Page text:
Sally Fitzgibbons finished runner-up once again on the ASP Women's World Tour as reigning champion Stephanie Gilmore came from behind to clinch the Commonwealth Bank Beachley Classic in Sydney on Monday.
After four consecutive lay days, the world-renowned point break of Dee Why helped deliver a thrilling finale for the 2,000-plus crowd, with Gilmore and Fitzgibbons both in top form.
Aussie teenager Fitzgibbons held the lead for the majority of the 35-minute Final, but Gilmore’s experience ultimately proved decisive as the current champ finished strongly, jagging a set wave and throwing out a mix of powerful, top-to-bottom moves to end with a two-wave combined total of 14.20 (out of a possible 20) to Fitzgibbons' 12.40 total.
Gilmore, who first won the Beachley Classic as a wildcard four years ago, picked up the biggest prize check of the entire ASP Women’s World Tour – US$20,000 – and, at the halfway stage of the 2010 series, looks well placed to repeat her 2009 win.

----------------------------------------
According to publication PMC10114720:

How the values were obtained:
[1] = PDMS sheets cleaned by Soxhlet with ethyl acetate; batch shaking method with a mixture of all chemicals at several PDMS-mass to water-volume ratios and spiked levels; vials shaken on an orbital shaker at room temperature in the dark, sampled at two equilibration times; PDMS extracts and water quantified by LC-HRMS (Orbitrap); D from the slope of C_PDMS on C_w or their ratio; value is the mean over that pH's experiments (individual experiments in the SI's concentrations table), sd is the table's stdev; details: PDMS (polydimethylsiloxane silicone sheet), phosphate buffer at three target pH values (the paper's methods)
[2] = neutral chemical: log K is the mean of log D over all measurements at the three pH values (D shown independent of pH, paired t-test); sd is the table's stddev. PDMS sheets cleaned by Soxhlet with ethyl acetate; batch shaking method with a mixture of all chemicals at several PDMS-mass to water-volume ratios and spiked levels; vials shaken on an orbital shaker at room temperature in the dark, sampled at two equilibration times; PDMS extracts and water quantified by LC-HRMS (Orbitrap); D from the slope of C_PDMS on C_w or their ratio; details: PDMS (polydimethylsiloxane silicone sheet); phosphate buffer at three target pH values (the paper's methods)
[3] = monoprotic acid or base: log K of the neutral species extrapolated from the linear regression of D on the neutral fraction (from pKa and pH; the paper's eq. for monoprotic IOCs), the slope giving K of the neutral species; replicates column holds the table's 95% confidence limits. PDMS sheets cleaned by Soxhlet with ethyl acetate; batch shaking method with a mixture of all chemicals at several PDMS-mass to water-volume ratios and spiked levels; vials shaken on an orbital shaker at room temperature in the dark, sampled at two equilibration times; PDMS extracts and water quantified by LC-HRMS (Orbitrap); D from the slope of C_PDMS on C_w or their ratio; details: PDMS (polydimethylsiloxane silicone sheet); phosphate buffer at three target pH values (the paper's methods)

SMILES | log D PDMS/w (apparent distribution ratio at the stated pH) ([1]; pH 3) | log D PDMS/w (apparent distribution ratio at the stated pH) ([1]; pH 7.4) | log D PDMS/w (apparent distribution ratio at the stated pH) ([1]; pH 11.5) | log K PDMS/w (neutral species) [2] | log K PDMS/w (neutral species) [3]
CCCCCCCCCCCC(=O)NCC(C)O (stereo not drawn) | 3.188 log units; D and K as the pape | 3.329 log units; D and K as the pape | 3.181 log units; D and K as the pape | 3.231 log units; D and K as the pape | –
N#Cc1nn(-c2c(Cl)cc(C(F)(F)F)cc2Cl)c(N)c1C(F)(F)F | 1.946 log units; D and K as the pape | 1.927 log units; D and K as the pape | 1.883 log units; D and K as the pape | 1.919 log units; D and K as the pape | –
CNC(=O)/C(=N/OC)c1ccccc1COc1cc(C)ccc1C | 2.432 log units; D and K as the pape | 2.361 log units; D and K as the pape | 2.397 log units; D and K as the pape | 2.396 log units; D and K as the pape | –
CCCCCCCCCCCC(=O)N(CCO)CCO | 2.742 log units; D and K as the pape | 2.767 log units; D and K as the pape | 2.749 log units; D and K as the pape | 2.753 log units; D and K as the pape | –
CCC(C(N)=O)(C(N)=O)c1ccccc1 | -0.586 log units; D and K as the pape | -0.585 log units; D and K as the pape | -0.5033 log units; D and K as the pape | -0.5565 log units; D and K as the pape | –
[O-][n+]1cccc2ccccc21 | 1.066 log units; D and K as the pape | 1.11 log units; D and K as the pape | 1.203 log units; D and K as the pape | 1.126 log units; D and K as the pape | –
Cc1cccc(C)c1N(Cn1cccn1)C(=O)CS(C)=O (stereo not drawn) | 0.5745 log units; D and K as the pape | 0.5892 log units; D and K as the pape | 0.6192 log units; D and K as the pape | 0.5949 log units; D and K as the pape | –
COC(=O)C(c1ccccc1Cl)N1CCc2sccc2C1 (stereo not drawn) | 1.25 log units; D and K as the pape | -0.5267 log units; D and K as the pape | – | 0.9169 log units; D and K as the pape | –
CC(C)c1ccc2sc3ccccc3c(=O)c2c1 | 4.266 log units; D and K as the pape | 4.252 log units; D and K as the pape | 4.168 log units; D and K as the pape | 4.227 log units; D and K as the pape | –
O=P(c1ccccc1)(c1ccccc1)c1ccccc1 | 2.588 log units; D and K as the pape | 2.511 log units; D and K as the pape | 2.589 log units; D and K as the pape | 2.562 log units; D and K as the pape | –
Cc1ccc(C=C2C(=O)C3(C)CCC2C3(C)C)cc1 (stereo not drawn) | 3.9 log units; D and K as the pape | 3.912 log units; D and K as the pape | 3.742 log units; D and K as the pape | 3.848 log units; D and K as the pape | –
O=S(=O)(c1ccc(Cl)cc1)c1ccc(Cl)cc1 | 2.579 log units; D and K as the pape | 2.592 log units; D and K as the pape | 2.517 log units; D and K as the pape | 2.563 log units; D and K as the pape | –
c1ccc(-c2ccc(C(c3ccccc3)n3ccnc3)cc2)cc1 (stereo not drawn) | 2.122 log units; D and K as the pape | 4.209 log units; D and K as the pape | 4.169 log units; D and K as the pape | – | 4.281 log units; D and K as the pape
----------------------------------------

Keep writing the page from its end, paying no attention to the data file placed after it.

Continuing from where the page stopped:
Fitzgibbons, who picked up US$10,000 for finishing runner-up, can count herself unfortunate to miss out a title for the second time in the space of two weeks.
The 19-year-old, who was beaten in New Zealand by Hawaiian Carissa Moore, is refusing to get too downbeat though.
"I haven't been this high on the rankings before. World number two is a great place to be." –Sally
“It’s a little frustrating to get back-to-back seconds,” said Fitzgibbons. “But I’m so happy to be in the situation to reach the Final and eventually go down to Steph. I’m happy with the result but am looking forward to the next event.”
Fitzgibbons remains Gilmore's closest challenger for the 2010 title.
“Being world number two is a great place to be at this stage of the year,” said Fitzgibbons. “I haven’t been this high on the rankings before; I’m definitely closer to where I want to be.”
Carissa Moore, fresh off her win in New Zealand, looked poised to make another title run until she met up with Gilmore in the Quarterfinal, while Sofia Mulanovich made it to the Semifinal round, where she went head-to-head with Fitzgibbons, losing 10.17 to 11.97. Mulanovich, the 26-year-old former champion, is looking forward to the next stop on the tour – a return to her home country of Peru in June.
“I love surfing at home, it’s my favorite place in the world,” said Mulanovich.
For the latest on the tour, including the current rankings for the women's title, visit aspworldtour.com